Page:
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Hundreds of Salvadorans march against water privatization

Demonstrators have marched through San Salvador to demand that lawmakers “move immediately to approve a long-stalled constitutional measure making access to water a human right.” The march was to protest an agreement “by a key committee in the Legislative Assembly to include representatives of industry and agri-business on the board of the National Water Authority. (…) The idea of including private-sector representatives in water management is supported by Arena and other parties ranging from center-right to right, while the governing leftist FMLN is opposed.” @ajplus says “people in El Salvador are fighting for the right to clean water. Droughts and attempts at water privatization could create a new wave of climate refugees.”

Source: www.efe.com

The use of private firefighters and inmates could be seen as a way to avoid funding public services

The National Union of Public and General Employees (NUPGE) has warned that “there is good reason to fear that the growing use of private firefighters and inmates could be seen as a way to avoid funding public services at the level required to respond to climate change.”

Source: nupge.ca

The Great Barrier Reef: government was “outsourcing its responsibility"

The opposition Labor Party says, if elected, it will reverse the government’s decision to put the fight against the effects of climate change on the Great Barrier Reef in the hands of a private organization. “Labor says that should it win office, it will re-allocate the funding to public sector agencies.” The party's environment spokesman, Tony Burke, said the government was “outsourcing its responsibility. (…) The foundation is scrambling to try to deal with a level of responsibility that can only properly be handled with the advice and corporate knowledge of the government agencies themselves." Mr. Burke said “the government has a policy to privatise the decision making over the Great Barrier Reef and have priorities and delivery agents determined by a small foundation.”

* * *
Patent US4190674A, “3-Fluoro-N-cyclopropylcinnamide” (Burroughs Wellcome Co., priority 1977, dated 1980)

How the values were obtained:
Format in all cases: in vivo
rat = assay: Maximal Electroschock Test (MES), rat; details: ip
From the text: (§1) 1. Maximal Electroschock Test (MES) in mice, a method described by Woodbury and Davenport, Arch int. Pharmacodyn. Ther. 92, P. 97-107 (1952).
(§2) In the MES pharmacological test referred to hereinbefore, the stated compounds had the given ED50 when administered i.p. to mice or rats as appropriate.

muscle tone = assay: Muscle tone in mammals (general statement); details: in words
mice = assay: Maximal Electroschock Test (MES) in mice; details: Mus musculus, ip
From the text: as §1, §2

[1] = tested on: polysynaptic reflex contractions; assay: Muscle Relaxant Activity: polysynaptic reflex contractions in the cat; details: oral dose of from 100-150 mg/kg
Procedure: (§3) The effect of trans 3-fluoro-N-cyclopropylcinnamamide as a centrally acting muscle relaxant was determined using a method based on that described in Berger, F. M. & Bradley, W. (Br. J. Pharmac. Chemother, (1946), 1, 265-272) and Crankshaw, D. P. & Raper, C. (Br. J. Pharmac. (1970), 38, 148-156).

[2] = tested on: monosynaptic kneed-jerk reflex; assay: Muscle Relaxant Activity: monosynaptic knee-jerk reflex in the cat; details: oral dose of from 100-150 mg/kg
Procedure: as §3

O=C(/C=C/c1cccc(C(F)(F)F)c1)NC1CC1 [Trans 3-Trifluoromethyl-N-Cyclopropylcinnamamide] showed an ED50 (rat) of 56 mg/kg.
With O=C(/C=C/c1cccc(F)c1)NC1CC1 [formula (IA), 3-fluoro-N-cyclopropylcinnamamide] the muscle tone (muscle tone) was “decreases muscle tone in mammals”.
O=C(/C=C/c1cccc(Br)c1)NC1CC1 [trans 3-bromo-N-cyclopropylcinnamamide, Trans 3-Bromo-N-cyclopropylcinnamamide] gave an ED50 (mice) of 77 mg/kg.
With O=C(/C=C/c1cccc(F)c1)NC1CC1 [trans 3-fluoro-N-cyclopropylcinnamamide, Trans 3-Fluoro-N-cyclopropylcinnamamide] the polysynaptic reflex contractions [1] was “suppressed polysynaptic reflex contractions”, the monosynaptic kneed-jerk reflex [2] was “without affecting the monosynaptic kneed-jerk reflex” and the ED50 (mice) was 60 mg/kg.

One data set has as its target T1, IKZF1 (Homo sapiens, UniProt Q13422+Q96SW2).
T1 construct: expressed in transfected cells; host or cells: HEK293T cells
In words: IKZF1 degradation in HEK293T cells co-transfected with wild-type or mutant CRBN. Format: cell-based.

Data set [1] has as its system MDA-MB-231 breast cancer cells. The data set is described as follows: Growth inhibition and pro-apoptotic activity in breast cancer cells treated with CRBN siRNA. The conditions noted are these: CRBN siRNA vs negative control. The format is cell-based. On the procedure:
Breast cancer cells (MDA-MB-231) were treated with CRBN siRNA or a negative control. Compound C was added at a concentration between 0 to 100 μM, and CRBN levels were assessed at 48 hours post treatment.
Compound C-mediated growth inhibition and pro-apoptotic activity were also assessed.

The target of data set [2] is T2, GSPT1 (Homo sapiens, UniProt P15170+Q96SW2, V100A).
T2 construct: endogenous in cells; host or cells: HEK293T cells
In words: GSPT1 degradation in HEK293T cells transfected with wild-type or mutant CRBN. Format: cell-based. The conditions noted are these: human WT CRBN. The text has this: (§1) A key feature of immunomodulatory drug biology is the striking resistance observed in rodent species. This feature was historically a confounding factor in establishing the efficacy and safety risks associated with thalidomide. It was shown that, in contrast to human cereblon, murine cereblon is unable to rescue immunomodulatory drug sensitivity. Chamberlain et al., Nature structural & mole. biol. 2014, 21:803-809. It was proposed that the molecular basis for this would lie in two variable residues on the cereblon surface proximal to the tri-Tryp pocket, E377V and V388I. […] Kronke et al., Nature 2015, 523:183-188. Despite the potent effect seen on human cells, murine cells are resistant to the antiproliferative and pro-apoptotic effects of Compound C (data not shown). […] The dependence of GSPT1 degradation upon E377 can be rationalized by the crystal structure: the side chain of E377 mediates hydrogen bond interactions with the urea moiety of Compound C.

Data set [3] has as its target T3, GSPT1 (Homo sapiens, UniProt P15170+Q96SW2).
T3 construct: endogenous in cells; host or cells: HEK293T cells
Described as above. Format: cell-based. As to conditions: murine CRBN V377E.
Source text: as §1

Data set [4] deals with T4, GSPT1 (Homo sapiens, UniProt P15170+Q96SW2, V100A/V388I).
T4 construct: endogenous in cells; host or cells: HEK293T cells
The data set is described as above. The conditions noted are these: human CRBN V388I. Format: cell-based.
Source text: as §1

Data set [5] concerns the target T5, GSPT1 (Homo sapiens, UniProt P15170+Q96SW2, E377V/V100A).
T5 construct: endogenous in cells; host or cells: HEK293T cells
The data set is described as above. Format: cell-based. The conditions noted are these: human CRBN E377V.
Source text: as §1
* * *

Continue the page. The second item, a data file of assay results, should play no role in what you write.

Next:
Documents (9)

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Energy Transition: Are We ‘Winning’?

In this ninth TUED working paper, authors Sean Sweeney and John Treat document the recent claims of the optimistic, “green growth” narrative; examine the evidence frequently used to legitimize and sustain it; and then consider this evidence in context of the broader trends in the global energy system, drawing on a range of major recent data sources. What the paper’s analysis shows is that, unfortunately, the world is not “moving away from fossil fuels”; far from it. The recent “we are winning” optimism is misplaced, misleading, and disarming. It must therefore be rejected, and replaced with a more sober perspective that draws hope and confidence not from a selective and self-deceiving interpretation of the data, but from the rising global movement for climate justice and energy democracy, armed with clear programmatic goals and a firm commitment to achieve them.

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Preparing a public pathway

Why, in a world awash with “idle capital” and in desperate need of a just energy transition to a renewables-based system, are global investment levels in renewable energy so out of sync with climate targets? The previous TUED Working Paper #9, Energy Transition: Are We Winning?, raised in passing the serious investment deficit in renewable energy, in the context of a broader examination of overall trends in the global energy system and greenhouse gas emissions. This paper looks at the investment question directly and in detail.

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Spotlight 2019

The annual Spotlight Report, assesses the implementation of the 2030 Agenda and the structural obstacles to its realization, with a particular focus on the rich and powerful. In assessing progress, the report not only focuses on policy incoherence, but analyses and assesses the extent to which policies are framed by the ambitious principles of the 2030 Agenda, particularly the human rights framework, and the principles of equity and common but differentiated responsibilities.

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